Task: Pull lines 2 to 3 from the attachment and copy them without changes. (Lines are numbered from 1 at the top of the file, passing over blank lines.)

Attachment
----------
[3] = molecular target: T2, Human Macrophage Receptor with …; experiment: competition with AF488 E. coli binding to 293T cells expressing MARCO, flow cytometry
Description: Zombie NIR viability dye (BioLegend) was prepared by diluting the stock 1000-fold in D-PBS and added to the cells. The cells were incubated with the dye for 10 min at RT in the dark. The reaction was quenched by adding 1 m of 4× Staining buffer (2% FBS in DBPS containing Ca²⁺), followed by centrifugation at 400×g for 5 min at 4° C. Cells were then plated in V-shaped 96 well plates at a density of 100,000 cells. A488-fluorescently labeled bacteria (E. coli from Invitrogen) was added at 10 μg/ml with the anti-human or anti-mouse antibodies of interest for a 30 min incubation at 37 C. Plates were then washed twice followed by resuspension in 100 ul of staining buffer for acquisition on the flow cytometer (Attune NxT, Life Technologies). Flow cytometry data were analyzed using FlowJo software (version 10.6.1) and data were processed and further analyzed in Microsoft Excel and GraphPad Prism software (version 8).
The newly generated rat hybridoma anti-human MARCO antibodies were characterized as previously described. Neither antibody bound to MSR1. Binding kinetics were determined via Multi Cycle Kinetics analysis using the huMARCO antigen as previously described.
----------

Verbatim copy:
Description: Zombie NIR viability dye (BioLegend) was prepared by diluting the stock 1000-fold in D-PBS and added to the cells. The cells were incubated with the dye for 10 min at RT in the dark. The reaction was quenched by adding 1 m of 4× Staining buffer (2% FBS in DBPS containing Ca²⁺), followed by centrifugation at 400×g for 5 min at 4° C. Cells were then plated in V-shaped 96 well plates at a density of 100,000 cells. A488-fluorescently labeled bacteria (E. coli from Invitrogen) was added at 10 μg/ml with the anti-human or anti-mouse antibodies of interest for a 30 min incubation at 37 C. Plates were then washed twice followed by resuspension in 100 ul of staining buffer for acquisition on the flow cytometer (Attune NxT, Life Technologies). Flow cytometry data were analyzed using FlowJo software (version 10.6.1) and data were processed and further analyzed in Microsoft Excel and GraphPad Prism software (version 8).
The newly generated rat hybridoma anti-human MARCO antibodies were characterized as previously described. Neither antibody bound to MSR1. Binding kinetics were determined via Multi Cycle Kinetics analysis using the huMARCO antigen as previously described.